Ed Driscoll


THE DECLINE OF THE WEST EUROPE: I wonder what Oswald Spengler would think of James Bennett’s essay, titled “Why do they hate us?“:

The widespread anti-Americanism in the world, of which Continental Europe is the ultimate source, has almost nothing to do with the character of President George W. Bush or the current administration, or other such cosmetic issues.

The modern world was first carried forward by two great civilizations. The Anglosphere was one. The dynamic industrializing culture of 19th century Continental Europe, to which the spark of the Judaeo-Christian encounter was so important, was the other. That culture committed suicide in the ’30s. Perhaps its successor is not the revival of that culture, but rather its zombie.

In considering the Holocaust, most attention has been given to its direct victims, as is appropriate. However, we must also consider that it was a form of self-administered lobotomy for Continental European culture.

It would not be surprising if the twin anti-modernist themes of anti-Semitism and anti-Americanism, now rapidly coalescing into a single nasty mess visible in many of the pro-Saddam demonstrations of the past year, become once again the predominant political-cultural theme in Western Continental Europe, overwhelming the decent and positive forces there that had previously prevailed.

Be sure to read the whole thing. I was struck, particularly, by these paragraphs:

How can we calculate how much more dynamism was added by the everyday interaction of people who had previously been kept in parallel and uncommunicative spheres? The Germanosphere, including not just the Second Reich, but Austria-Hungary, German Switzerland, and the German-speaking communities of Eastern Europe and the Americas, really might better be dubbed the Judaeo-Germanosphere during that period.

Continental European Jews, because they owed their very presence in the larger civilization to the values of liberalism and modernism, were one of the first and most obvious targets of the Industrial Counter-Revolution.

The collapse of globalization and consequent rise of totalitarianism set the stage for the end of the great Judaeo-German hybrid civilization of Europe and its French counterpart. Those European Jews who were left alive at the end of the war overwhelmingly desired to leave, and they left to two destinations: Israel, and the Anglosphere.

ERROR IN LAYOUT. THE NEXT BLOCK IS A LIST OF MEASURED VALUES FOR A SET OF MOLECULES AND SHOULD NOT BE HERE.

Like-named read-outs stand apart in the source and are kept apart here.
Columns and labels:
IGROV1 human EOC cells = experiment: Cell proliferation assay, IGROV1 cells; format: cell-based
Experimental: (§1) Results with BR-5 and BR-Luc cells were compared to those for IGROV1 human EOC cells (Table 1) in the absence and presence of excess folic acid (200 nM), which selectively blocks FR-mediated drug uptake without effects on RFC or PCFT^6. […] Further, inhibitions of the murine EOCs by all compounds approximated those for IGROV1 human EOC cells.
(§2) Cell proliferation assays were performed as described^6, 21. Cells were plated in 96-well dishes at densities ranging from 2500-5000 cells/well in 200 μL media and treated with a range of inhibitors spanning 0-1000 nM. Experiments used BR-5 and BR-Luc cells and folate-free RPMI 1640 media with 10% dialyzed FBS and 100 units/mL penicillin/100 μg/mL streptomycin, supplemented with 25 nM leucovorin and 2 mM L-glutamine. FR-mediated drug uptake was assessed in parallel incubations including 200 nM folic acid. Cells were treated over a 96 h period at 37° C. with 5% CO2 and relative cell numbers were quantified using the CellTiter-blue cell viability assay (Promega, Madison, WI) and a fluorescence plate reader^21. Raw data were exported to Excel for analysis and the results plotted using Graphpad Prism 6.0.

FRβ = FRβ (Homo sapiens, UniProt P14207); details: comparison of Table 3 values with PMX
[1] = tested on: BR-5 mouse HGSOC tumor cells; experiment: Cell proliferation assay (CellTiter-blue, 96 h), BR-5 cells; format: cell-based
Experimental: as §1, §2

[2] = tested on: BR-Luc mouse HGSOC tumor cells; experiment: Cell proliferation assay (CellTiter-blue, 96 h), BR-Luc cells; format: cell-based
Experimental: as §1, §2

With this emigration, on top of the previous great Jewish emigration to London and New York in the late 19th century, much of the energy, creativity and contributions of European Jews were given to the Anglosphere rather than the Continent. The cost to the Continent, and the benefits to the Anglosphere has never, to my knowledge, been calculated. The cost might never be calculable, but it is real.

This very much ties in with a Steven Den Beste essay from December, where he looked at the lack of technological innovation coming out of much of Europe, echoing (actually foreshadowing) Bennett’s comments:

If you ask someone with any kind of technical background to list high-tech Japanese companies, they’ll have no trouble at all reeling off several names immediately (often brandnames chosen for the American market, like Pioneer), and several more after a few seconds of thought: Sony, Toshiba, Matsushita; the only reason there aren’t more names on the list is because of the Japanese zaibatsu system. Ask pretty much anyone to list American high tech companies and they may come up with 50 names before they have to slow down.

But ask people to list high-tech companies from continental Europe, and I think most people would have to think hard to list even one. I, myself, having been in the industry for 25 years can only list a few: Nokia, Ericsson, Siemens, Alcatel, Philips and then I run out, and honestly can’t think of any more right now. And among them, Philips as the only one actually doing cutting-edge research. (They developed the laserdisc, which led to the CD and DVD, among other interesting things.)

And Virginia Postrel posted in January about laws originally passed by National Socialist Germany in the 1930s that continue to impede the success of its own businesses, and prevents greater sales by American firms there.

No need to fret however. The EU will cut through so much of Europe’s red tape

UPDATE: Quick thought: In a way, the impending grounding of the supersonic Concorde neatly foreshadows the slowing pace of European business development, and the growing strangehold the transnational progressivist EU is placing on European business development.